The first year classes usually meet monthly on Sunday mornings, from 9:00 am-noon, September through June, and are held at the homes of class coordinators. Each half-year has two faculty coordinators present at all classes in addition to the faculty guest speaker there to teach that month's topic. This is to offer a window into the differences in approach that various senior clinicians take, and to allow for continuity of themes between classes. The classes are taught in the manner of a post-graduate seminar with active participation by the students both in exploring the theory presented and around discussion of clinical examples. A syllabus and readings are provided in advance for each meeting. There are a total of 10 sessions with the first and last classes involving longer sessions. As well there is an orientation brunch for students and faculty before the first class meets in September.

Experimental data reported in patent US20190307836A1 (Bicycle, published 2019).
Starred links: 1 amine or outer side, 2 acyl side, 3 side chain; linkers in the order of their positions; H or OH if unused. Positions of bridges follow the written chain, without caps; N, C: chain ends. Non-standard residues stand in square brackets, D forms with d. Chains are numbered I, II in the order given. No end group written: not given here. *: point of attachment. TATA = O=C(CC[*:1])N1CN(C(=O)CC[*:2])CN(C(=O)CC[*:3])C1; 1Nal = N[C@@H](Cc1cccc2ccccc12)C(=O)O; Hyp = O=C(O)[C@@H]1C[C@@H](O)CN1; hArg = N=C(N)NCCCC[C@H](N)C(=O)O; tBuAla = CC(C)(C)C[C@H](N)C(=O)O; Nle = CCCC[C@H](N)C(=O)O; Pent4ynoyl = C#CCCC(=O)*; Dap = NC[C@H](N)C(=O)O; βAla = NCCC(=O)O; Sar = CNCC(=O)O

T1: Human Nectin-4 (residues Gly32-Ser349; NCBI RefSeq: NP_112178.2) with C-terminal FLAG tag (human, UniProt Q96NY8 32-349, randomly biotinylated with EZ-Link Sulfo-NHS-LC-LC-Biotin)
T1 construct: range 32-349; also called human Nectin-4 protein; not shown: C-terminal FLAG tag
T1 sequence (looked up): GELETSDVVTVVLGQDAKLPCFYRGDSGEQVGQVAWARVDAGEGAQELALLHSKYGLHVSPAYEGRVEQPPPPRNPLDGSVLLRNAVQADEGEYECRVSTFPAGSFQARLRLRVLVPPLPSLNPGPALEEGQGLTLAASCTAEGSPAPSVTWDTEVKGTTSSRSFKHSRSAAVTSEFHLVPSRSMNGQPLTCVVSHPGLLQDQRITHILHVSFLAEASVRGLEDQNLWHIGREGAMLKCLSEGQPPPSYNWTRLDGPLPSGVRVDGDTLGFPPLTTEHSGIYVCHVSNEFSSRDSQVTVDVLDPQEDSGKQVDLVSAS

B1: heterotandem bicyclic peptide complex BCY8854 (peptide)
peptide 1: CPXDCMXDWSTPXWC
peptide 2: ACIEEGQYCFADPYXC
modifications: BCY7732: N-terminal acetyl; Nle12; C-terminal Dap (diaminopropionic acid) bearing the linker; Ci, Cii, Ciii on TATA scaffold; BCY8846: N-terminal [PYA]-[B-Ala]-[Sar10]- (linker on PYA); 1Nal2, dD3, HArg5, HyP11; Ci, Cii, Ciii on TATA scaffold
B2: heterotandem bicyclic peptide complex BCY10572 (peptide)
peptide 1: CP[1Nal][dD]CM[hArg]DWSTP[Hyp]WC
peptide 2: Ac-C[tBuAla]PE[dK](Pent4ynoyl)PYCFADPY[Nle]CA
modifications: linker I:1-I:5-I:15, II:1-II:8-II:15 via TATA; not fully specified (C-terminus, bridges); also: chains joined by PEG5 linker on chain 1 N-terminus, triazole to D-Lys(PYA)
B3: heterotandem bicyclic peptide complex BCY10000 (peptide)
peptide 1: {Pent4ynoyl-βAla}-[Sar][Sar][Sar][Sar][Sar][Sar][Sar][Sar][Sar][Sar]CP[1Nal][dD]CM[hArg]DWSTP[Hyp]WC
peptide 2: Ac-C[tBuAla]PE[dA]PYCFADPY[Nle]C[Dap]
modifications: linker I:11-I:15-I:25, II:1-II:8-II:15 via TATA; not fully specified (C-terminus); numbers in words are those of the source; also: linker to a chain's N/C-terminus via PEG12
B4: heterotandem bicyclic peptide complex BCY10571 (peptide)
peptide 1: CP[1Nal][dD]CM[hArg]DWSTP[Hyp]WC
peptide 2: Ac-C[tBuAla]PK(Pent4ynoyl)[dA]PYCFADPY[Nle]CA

In addition to the monthly class meetings, students will be divided into small groups of 3 or 4 clinicians and assigned to a consultation group leader, a senior faculty member with whom they will meet monthly for two hours at a time mutually agreed upon by the members and the supervisor. This provides an opportunity for ongoing case discussion of the students' work as it is evolving over the course of the training program.

     

PCFINE OFFICE  |  PHONE: 781.433.0906  |  FAX: 781.433.0510  |  EMAIL

Powered by Wild Apricot Membership Software